Wednesday, 26 June 2013

The Impossibly by Laird Hunt

What the hell is the green door?
The Percival Everett theme continues for the present. I'm so glad you're pleased to hear it! You may have read, buried deep in the bowels of another review, that I came across this book after searching the Kindle store for more by Everett. I shan't therefore bore you with a repeat, but will gently remind you that Everett provides the introduction to what is my own first taste of an author I could really get behind (in a William Shatner / Henry Rollins / Ben Folds musical production* sort-of sense). 

So what do we know about Laird Hunt (or @LairdHunt as the Twitterati would have it)? Answer - not much (that is not cribbed directly from his Wiki entry or his own website). It seems he used to work for the UN in a press-related capacity, occasionally contributes to McSweeney's (where did I read that? I can find no proof that this is true so if you prefer you may disregard) and has been a translator of things into languages other than that in which they were written. An essay he wrote appeared in The New York Times (opinion pages). He is also published by a rather marvellous little publisher called Coffee House Press whose list is quite interesting. Do you feel better informed?

Don't pull that face. I can see you.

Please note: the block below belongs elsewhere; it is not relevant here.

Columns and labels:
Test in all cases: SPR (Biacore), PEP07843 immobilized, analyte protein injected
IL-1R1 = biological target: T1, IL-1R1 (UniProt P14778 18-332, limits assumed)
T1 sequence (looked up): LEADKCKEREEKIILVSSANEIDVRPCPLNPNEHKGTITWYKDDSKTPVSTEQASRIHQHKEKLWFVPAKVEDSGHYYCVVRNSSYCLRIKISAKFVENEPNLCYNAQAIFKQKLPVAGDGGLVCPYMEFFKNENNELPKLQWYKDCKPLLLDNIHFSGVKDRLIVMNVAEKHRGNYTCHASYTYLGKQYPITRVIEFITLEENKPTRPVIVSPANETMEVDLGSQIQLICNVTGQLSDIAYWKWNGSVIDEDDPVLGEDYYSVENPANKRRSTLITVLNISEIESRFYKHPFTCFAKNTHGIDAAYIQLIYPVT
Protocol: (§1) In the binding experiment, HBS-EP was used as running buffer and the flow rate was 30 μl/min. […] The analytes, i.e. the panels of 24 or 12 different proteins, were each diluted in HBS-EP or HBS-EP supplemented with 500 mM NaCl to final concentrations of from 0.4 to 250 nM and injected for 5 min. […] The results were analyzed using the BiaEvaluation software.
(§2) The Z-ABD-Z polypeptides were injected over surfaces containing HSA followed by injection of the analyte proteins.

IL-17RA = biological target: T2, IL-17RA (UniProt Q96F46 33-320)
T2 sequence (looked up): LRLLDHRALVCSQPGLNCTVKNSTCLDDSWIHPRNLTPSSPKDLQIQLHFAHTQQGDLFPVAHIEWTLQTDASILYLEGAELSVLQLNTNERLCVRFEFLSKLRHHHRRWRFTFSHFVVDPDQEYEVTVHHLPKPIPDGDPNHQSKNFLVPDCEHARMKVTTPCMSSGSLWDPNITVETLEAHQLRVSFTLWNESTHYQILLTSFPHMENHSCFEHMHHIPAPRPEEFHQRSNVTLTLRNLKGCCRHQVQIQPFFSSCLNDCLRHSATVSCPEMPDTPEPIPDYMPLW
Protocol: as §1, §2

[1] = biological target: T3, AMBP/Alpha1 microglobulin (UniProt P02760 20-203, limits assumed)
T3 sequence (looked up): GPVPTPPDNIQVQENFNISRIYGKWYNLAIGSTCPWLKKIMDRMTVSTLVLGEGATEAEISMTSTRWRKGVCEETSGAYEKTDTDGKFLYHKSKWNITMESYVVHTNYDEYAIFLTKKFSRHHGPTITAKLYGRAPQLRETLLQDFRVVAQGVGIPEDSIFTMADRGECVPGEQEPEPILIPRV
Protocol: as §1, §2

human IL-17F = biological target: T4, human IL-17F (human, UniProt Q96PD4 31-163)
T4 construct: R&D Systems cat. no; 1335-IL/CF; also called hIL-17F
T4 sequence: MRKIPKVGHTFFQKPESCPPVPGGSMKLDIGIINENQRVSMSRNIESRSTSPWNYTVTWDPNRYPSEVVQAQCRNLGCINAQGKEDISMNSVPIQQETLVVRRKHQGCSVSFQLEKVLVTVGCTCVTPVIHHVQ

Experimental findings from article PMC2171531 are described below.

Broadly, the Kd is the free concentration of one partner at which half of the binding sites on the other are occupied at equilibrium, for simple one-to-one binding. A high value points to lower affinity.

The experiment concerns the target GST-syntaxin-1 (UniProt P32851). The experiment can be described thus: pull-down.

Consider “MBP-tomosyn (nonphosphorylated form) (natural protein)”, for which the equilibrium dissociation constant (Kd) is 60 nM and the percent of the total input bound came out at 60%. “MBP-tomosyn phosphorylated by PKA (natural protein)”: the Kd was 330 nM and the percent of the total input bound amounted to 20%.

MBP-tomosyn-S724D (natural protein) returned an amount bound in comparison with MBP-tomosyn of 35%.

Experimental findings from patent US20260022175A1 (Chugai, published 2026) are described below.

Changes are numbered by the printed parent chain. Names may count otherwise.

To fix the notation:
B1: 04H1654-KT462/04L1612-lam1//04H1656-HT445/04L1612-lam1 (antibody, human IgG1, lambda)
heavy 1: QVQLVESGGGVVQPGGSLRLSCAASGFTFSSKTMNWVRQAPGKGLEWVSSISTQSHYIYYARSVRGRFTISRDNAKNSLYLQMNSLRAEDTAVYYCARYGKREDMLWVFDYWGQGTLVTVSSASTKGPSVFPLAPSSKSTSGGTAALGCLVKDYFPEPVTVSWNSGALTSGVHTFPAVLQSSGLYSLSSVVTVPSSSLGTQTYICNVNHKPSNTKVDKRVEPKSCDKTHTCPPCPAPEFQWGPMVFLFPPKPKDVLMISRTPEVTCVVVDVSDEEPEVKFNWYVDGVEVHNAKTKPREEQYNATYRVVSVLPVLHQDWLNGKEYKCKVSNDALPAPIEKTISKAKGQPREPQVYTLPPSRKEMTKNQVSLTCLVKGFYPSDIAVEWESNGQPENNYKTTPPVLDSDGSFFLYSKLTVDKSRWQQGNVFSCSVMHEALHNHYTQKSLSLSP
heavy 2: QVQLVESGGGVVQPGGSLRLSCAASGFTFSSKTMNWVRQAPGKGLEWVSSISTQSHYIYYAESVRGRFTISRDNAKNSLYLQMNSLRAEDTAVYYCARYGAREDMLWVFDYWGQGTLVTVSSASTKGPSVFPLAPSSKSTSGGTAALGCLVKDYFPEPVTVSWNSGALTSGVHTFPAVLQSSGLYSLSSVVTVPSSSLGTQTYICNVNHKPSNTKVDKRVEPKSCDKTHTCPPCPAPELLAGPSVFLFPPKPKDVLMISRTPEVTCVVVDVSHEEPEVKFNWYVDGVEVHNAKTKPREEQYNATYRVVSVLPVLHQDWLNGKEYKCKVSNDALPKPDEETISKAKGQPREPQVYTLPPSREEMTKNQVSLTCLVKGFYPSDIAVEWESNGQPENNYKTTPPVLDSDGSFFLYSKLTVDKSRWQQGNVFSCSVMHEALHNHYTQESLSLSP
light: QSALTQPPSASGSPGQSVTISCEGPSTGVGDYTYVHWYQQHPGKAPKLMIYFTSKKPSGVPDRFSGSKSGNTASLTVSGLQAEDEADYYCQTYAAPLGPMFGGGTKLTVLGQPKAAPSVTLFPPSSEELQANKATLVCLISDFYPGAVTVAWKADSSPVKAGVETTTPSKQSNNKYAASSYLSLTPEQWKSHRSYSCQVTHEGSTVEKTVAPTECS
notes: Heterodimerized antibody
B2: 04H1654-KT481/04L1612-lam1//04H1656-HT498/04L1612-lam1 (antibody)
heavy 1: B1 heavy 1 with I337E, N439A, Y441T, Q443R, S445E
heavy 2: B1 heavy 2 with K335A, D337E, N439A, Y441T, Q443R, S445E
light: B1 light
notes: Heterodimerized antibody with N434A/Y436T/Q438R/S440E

The story starts with a stapler. This is clear. However, the story doesn't start with a stapler. Equivocal, eh? What I mean is that the narrative picks up at the point where the narrator, an ambiguous, confused, slowly disintegrating chap, also a spy, meets a girl in a stationery shop where she is struggling to remember the name of the item that turns out to be a stapler, but this point is already some way into the back story of the narrator, a story which is layered like a palimpsest, or rather more haphazardly like the chalky, lumpy brown tooth enamel caused by chronological dental hypoplasia**, but far less solid. Something has happened, and our spy is disavowed by his agency. He is reactivated though after "rehabilitation" only for that to also end badly. Someone is dead who probably shouldn't be, but is also alive when they couldn't be, and his girl and new (or old) love interest seems to have run away only to return with no apparent memory of him. Or not. Plus, his best friend is possibly trying to kill him as he may or may not be an enemy agent or colleague with instructions for his termination. It sounds confusing and it can be. Hunt has been accused of writing experimental fiction. His prose is definitely unusual and he makes excellent use of a completely unreliable narrator to playfully disrupt the familiar linear narrative to great effect. Time is a fluid and also ambiguous construct, and the reader is swept around the smorgasbord of the action never really knowing what taste the next passage will leave in the mouth. Mostly it's brilliant, funny, playful stuff. Sometimes, it's not entirely understandable and occasionally just plain silly. However, there is a ratcheting of tension as paranoia builds, a sense of dread and desperation as the narrator flees for his life, or tries to work out from the clues just what it is that he's missing. He never stops struggling to put the pieces together, but in the end, there is the tired resignation that he's getting older, and the life expectancy of a spy is not traditionally all that lengthy. I say in the end but actually it appears somewhere in the middle, before it all kicks off again and he becomes young. Or old.